5. Don’t rule therapy out permanently because your life changes overtime.
If you’ve tried therapy before because your parents or family doctor recommended it and it didn’t work for you, that’s okay. Perhaps you found your leisurely activities more therapeutic than talking to someone. I’ve been there myself. But, life changes and there will be different stressful situations that will affect you. You may not need therapy right this second, but it’s something that can be considered down the road if your mental health is suffering. It doesn’t help that the stigma is still high today in regards to therapy, but your life is more important than what popular opinion thinks. If at any time you feel as though you should seek help, listen to what your body is telling you.
Are you still hesitant to give therapy a try? We understand how hard taking the first step is, but we want to be supportive. Please share your thoughts with us by leaving a comment down below.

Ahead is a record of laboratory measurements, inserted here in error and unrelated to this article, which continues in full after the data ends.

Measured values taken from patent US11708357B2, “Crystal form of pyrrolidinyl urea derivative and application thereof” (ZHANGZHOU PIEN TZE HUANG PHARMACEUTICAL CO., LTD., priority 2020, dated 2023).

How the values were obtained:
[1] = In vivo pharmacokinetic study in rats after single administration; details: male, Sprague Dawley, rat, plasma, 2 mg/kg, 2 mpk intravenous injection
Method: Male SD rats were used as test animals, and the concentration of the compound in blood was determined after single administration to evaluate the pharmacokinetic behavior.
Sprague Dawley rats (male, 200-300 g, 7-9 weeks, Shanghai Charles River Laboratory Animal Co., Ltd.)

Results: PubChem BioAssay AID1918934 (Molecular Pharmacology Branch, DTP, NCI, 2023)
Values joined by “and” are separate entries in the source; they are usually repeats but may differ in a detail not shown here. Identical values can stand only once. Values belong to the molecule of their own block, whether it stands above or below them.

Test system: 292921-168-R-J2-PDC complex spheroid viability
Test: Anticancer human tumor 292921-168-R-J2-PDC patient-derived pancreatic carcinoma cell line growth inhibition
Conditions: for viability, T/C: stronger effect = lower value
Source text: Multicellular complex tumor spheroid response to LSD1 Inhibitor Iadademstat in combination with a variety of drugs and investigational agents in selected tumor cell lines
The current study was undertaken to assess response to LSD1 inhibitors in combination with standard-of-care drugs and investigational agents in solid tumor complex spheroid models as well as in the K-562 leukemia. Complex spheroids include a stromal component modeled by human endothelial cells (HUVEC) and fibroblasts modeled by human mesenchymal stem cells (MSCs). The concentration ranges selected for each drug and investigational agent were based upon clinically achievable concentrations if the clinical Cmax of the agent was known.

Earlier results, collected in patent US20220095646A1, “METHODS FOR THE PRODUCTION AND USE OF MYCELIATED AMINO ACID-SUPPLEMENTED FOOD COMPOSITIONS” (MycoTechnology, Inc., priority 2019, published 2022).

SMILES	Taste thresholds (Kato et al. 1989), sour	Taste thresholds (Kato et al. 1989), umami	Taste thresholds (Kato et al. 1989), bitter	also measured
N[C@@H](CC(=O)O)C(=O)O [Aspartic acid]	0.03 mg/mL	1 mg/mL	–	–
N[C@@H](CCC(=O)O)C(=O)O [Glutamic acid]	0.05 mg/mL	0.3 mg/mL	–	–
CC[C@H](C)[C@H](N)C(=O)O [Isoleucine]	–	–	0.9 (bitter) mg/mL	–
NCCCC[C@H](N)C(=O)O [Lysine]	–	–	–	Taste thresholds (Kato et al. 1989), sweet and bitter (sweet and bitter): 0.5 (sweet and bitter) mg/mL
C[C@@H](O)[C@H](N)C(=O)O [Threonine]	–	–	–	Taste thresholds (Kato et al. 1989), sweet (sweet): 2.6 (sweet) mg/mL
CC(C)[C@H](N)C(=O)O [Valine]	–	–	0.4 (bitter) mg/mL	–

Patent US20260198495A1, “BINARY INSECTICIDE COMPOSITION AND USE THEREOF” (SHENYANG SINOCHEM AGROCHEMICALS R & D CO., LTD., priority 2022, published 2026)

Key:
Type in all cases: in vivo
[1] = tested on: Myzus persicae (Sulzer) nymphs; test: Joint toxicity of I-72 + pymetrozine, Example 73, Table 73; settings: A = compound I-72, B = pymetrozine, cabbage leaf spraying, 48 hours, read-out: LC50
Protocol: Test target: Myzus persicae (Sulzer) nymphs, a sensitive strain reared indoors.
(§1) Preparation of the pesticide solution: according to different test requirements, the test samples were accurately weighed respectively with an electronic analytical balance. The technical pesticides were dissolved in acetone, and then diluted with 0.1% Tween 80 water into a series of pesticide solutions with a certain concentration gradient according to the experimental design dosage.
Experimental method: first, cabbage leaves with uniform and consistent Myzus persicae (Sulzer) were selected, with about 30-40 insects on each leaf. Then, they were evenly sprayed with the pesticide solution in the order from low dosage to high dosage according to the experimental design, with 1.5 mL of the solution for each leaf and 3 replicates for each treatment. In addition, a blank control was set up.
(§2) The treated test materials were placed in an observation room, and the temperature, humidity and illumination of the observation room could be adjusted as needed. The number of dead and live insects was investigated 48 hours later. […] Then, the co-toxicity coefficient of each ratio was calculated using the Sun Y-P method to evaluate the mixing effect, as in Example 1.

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If you enjoyed this article, then you may also like 5 Ways Mindfulness Can Improve Your Life or 10 Ways to Build Your Emotional Resilience.
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Need to Talk? (2018). Retrieved March 28, 2018, from www.7cups.com
Ramos, B. (2017, July 20). 7 Things You Never Knew About Going to Therapy. She Knows. Retrieved March 28, 2018.
Vent/Listen to Everyday People. (2010). Retrieved March 28, 2018, from www.blahtherapy.com